Two days later Gul had fled down to the Shultan valley, joining hundreds of other displaced families taking refuge from a barrage of cross-border shells landing in mountainous eastern Kunar province.

They have killed dozens, including children, the government in Kabul says.

“We are poor people, we don’t have food to eat or water to drink. Who is going to protect us from this misery?” Gul, aged in his 60s, asked with tears in his eyes. “There is no help from the government or foreign troops, we live a difficult life.”

Governor Fazlullah Wahidi said the attacks have displaced over 1,000 people from their homes in Kunar alone. The Sarkani, Shigal, Dangam, Nari and Khas Kunar districts are all still under fire, he added.

In just an hour on Wednesday morning, a Reuters witness saw 10 artillery shells hit high areas around the Shultan Valley, about 300 km (186 miles) northeast of the Afghan capital Kabul. They appeared to come from across the border.

Afghan President Hamid Karzai said he would not respond with military force to the shelling, infuriating many Afghans. Some 300 people also protested the shelling in the Kunar provincial capital Asadabad on Tuesday.

“It is better to live under the Taliban and in peace. This government is even not able to stop Pakistan from shelling innocent people,” said Mustafa, who goes by one name and lost his brother a week after the rocket barrage began in early June.

“I ask the Taliban to revenge the blood of innocent lives, in Pakistan. The Taliban are brave people and they are able to hit back,” he said. “We are not with the Taliban or any other group but people in my village were massacred very brutally.”

Karzai’s parliament, despite facing internal turmoil after a government-backed court ruled in June to unseat 62 lawmakers, has focused debate on the attacks for several days, and wants to see sterner action. The issue even sparked a physical fight between two female lawmakers in parliament.

Pakistan has rejected Afghan allegations of large scale cross-border shelling, saying that only “a few accidental rounds” may have crossed the border when it pursued militants who had attacked its security forces.

There are insurgents on both sides of the remote, porous and disputed mountainous border and it is difficult to verify events. Pakistan has in the past fiercely contested cross-border attacks by NATO forces chasing insurgents.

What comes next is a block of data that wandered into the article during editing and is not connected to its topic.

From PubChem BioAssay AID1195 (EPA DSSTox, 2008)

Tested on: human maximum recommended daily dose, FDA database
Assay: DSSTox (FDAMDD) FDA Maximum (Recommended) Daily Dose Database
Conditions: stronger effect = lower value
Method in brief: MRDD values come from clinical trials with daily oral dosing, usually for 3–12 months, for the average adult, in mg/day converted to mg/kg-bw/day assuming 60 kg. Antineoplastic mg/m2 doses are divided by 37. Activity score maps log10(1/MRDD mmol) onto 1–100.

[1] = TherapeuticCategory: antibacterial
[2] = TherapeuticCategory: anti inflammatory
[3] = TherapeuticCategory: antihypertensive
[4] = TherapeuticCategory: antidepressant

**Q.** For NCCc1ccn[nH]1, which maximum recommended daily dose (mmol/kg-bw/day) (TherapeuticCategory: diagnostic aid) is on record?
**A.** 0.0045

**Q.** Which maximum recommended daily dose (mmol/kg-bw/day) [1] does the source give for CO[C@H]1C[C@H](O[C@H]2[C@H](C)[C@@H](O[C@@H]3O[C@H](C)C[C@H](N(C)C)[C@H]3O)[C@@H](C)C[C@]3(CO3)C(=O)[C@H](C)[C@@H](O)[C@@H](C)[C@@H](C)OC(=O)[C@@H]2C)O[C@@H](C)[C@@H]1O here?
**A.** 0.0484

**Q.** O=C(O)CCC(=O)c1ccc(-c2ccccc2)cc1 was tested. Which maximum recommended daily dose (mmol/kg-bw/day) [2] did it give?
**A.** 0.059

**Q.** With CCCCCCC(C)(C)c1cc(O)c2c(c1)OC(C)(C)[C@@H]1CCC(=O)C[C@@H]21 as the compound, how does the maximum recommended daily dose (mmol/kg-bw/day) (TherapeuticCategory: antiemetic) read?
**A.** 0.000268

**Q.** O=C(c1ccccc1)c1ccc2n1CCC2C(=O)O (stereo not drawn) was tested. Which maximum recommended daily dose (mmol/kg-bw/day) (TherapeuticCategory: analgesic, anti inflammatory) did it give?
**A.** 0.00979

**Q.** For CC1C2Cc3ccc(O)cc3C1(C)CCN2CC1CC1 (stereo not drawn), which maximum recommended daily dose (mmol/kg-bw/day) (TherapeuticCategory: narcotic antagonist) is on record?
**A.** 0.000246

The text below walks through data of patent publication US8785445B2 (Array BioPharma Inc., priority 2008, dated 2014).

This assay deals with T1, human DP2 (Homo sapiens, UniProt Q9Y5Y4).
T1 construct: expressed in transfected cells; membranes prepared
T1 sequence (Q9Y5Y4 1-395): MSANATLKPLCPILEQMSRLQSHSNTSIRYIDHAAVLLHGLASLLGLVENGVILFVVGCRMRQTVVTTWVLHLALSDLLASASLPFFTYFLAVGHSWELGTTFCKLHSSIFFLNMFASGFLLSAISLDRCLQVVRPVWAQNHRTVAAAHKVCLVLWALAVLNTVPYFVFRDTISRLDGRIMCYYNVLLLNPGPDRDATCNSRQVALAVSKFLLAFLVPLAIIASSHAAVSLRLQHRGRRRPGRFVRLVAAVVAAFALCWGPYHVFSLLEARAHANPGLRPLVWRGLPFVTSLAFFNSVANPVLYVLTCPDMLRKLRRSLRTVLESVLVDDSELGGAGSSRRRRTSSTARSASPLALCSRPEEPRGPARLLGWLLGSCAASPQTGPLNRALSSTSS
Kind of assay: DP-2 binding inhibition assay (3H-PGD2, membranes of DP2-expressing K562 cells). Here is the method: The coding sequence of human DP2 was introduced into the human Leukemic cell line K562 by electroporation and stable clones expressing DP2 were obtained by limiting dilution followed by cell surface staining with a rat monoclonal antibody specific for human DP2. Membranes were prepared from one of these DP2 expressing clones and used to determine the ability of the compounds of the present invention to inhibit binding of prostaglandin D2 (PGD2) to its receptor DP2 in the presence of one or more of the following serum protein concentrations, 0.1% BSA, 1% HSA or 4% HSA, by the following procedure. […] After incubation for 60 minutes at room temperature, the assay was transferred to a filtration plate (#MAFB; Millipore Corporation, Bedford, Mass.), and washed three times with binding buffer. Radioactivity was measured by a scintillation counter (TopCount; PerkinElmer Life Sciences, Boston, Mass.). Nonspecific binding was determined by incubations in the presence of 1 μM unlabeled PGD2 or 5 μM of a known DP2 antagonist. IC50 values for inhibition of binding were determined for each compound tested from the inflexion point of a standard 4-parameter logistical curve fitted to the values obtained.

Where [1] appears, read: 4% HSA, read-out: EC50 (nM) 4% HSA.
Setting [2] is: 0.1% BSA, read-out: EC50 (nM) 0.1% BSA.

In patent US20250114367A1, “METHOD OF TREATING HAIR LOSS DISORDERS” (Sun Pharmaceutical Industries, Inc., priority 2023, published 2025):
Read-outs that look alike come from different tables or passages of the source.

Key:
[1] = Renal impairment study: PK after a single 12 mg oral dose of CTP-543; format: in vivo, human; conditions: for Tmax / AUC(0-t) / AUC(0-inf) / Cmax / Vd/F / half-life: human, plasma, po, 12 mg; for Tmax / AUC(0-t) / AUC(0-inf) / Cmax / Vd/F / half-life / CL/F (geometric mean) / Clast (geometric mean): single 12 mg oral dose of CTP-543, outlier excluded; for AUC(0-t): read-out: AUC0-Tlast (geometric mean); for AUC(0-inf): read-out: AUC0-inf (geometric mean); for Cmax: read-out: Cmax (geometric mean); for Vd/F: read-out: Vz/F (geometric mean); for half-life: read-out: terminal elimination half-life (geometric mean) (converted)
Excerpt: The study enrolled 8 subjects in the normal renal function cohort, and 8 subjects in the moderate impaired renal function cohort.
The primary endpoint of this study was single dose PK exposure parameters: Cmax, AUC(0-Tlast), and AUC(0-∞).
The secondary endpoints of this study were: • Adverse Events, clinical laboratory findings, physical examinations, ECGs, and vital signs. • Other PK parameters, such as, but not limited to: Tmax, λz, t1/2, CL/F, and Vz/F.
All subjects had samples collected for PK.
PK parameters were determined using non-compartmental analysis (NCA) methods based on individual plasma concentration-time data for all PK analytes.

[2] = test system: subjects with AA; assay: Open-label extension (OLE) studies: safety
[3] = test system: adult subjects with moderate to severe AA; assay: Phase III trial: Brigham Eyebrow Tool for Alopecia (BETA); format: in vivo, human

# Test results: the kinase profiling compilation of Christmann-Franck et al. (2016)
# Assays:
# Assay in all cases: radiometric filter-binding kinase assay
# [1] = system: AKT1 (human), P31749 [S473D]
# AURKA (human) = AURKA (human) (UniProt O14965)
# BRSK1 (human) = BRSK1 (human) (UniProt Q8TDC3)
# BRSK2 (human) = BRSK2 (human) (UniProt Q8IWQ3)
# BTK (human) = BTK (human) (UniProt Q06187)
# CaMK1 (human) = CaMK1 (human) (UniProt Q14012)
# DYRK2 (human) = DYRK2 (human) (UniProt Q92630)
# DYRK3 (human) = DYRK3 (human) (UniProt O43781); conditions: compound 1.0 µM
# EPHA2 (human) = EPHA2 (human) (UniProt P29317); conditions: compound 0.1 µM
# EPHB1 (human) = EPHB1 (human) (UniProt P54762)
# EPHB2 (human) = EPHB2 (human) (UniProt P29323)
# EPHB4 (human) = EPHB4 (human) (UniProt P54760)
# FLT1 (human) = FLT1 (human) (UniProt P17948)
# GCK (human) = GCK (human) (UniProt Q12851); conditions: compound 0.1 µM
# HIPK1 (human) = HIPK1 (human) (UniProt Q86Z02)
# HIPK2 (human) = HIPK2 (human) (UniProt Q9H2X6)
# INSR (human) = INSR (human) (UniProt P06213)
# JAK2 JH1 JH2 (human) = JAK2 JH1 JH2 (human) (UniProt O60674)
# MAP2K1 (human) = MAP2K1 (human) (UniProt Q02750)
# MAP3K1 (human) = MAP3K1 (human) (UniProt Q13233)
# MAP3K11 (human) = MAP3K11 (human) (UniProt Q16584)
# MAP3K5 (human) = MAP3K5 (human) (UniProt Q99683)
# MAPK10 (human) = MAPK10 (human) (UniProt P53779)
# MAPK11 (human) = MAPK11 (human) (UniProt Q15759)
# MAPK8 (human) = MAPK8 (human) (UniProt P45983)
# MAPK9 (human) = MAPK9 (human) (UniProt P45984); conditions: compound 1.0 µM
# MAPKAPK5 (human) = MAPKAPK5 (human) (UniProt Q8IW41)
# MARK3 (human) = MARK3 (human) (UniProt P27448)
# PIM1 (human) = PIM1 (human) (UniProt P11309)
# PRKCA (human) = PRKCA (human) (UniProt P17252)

The Afghan Interior Ministry says nearly 800 rockets have killed 42 people, wounded 55 and destroyed 120 houses.

Mohammad Rasool, who lives in the Shultan valley and took in a family of eight who had fled the rocket attacks, warned that Kabul needed to help the refugees.

“The government must help these people get a new shelter somewhere,” he said. “We can’t keep them here forever.”

(Additional reporting by Hamid Shalizi, writing by Michelle Nichols; Editing by Sanjeev Miglani)

President Karzai Flays Terrorist Attack On Border Police Personnel

[A cross-border attack in the opposite direction took place here on the same day, perhaps both reports are of the same incidents (SEE:  Peace body member killed in Bajaur).  Can we interpret this to mean that the same bunch of criminal Pakistani militants are attacking in both directions, erasing the Durand Line, or is this the work of two seperate factions coming together?]

“Taliban chief in Bajaur Agency Maulana Faqir Mohammad has claimed responsibility for the other day attack on a checkpost in Kit Kot area of the region.

President Karzai Flays Terrorist Attack On Border Police Personnel

image

Wednesday, July 06, 2011 Kabul (BIA) President Karzai condemned with strong words the terrorist attack from Pakistani border troops on Afghan border police personnel in which some policemen were killed and wounded.